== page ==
- 17 Mar 2021
Presiding Officer, since the Cabinet Secretary for Health last updated Parliament in November, we have made significant progress in rolling out our testing strategy and programme.
That strategy that was published in August 2020, centred on five rationales for our priorities for testing for COVID-19 in Scotland – testing to diagnose anyone with symptoms of COVID-19; testing for clinical care of patients; testing to protect those vulnerable to the most harm from COVID-19; testing to proactively case find among people without symptoms, and testing for surveillance to monitor prevalence and understand disease transmission.
Now I will say more about progress on each of these rationales in a moment but a key aim for the strategy was to increase daily PCR capacity in Scotland to at least 65,000 by winter last year. That has been achieved.
Since the beginning of December last year, our focus has been on expanding coverage of our testing programme and available testing capacity in Scotland, into areas where we believe it can have the greatest impact, as part of our response to the pandemic.
This has been aided by the availability of new types of testing technology, including the use of rapid result lateral flow tests, allowing us to significantly expand coverage for people with symptoms and for those without.
Under Test to Care we have now extended testing to all hospital admissions to emergency departments, acute assessment centres, maternity units, emergency mental health units and to all medical and surgical elective admissions.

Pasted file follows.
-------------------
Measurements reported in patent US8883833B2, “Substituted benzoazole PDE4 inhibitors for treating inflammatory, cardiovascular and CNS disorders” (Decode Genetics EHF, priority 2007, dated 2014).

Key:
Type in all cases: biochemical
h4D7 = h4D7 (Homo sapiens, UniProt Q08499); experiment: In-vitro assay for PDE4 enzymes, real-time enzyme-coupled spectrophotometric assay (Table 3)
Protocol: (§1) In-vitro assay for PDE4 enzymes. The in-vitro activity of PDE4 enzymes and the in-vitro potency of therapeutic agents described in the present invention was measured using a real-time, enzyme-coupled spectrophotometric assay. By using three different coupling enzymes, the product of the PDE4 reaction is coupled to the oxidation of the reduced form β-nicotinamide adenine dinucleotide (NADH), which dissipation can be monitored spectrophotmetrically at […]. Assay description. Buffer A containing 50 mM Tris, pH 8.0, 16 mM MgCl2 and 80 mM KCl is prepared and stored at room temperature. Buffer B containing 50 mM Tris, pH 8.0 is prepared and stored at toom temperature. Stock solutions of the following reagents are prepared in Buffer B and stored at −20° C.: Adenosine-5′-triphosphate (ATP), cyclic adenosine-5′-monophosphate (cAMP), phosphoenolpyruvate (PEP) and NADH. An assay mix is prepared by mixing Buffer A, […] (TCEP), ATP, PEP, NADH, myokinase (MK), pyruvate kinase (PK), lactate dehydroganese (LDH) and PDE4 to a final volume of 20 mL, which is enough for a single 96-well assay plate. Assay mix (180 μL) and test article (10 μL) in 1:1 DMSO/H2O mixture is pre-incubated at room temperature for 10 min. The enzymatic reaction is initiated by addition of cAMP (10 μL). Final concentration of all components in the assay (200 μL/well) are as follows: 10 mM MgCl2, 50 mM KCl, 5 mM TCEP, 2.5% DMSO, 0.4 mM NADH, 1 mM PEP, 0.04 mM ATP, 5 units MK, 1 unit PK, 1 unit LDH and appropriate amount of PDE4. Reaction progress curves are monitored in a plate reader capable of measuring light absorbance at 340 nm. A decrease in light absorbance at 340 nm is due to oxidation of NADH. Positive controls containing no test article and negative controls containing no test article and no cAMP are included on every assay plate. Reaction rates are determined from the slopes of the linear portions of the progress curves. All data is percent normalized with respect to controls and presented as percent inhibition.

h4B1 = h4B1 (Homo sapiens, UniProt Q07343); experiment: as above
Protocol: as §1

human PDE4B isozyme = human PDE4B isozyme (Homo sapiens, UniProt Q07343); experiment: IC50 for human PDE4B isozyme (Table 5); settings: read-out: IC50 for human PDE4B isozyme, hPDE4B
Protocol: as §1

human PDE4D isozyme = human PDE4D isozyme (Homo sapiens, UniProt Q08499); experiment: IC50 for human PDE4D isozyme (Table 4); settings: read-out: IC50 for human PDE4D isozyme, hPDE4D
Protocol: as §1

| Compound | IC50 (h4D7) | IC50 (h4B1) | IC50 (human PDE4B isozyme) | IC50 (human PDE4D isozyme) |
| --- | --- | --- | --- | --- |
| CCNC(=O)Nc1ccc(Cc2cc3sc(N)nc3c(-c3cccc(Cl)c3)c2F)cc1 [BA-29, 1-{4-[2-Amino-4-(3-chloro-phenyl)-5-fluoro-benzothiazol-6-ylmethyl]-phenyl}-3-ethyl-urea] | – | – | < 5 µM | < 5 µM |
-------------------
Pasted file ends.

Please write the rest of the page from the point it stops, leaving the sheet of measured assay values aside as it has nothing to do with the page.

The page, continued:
As part of Test to Protect, all healthcare workers in patient-facing roles in our hospitals, in the Scottish Ambulance Service, in Covid assessment centres in the community, and the healthcare professionals who visit care homes and staff working in Hospices are now offered twice-weekly testing.
The extension of testing to our primary care workforce – including our GP’s, Dentists, Optometrists, Pharmacists, and Pharmacy Technicians – is also well underway, and on track to be completed by the end of this month.
And I can announce today that we will now implement testing for all remaining healthcare workers – including those in non-patient facing roles – providing access to regular testing for more than the 170,000 people that NHS Scotland employs.
We have also extended testing in social care – offering testing for up to two designated visitors a week for our 42,000 care home residents across Scotland.
We have supplemented existing PCR testing for care home staff to provide additional lateral flow testing, and we have completed – a month ahead of schedule – the roll out of testing to the Care at Home workforce, who are critical to supporting and caring for people, so that they can continue to live as independently as possible in their own home.